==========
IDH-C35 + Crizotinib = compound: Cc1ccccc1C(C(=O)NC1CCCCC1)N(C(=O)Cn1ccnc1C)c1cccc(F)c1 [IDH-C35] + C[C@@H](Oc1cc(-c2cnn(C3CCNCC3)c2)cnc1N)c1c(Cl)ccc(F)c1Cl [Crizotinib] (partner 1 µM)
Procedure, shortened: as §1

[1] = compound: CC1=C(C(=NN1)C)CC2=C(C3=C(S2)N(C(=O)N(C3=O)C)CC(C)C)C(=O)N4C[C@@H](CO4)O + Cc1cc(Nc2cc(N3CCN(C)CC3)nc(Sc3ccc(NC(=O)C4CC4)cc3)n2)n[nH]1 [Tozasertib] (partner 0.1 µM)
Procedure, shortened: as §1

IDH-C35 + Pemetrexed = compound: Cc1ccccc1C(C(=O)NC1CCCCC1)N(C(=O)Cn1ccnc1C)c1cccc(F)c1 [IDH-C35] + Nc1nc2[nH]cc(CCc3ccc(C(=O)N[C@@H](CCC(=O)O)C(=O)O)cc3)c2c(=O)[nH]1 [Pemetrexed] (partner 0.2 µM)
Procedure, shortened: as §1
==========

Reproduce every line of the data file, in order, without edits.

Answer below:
IDH-C35 + Crizotinib = compound: Cc1ccccc1C(C(=O)NC1CCCCC1)N(C(=O)Cn1ccnc1C)c1cccc(F)c1 [IDH-C35] + C[C@@H](Oc1cc(-c2cnn(C3CCNCC3)c2)cnc1N)c1c(Cl)ccc(F)c1Cl [Crizotinib] (partner 1 µM)
Procedure, shortened: as §1

[1] = compound: CC1=C(C(=NN1)C)CC2=C(C3=C(S2)N(C(=O)N(C3=O)C)CC(C)C)C(=O)N4C[C@@H](CO4)O + Cc1cc(Nc2cc(N3CCN(C)CC3)nc(Sc3ccc(NC(=O)C4CC4)cc3)n2)n[nH]1 [Tozasertib] (partner 0.1 µM)
Procedure, shortened: as §1

IDH-C35 + Pemetrexed = compound: Cc1ccccc1C(C(=O)NC1CCCCC1)N(C(=O)Cn1ccnc1C)c1cccc(F)c1 [IDH-C35] + Nc1nc2[nH]cc(CCc3ccc(C(=O)N[C@@H](CCC(=O)O)C(=O)O)cc3)c2c(=O)[nH]1 [Pemetrexed] (partner 0.2 µM)
Procedure, shortened: as §1